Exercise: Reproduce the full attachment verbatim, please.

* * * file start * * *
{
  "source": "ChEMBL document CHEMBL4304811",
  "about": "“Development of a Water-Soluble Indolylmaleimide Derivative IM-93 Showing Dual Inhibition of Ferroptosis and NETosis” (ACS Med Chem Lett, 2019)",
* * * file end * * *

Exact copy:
{
  "source": "ChEMBL document CHEMBL4304811",
  "about": "“Development of a Water-Soluble Indolylmaleimide Derivative IM-93 Showing Dual Inhibition of Ferroptosis and NETosis” (ACS Med Chem Lett, 2019)",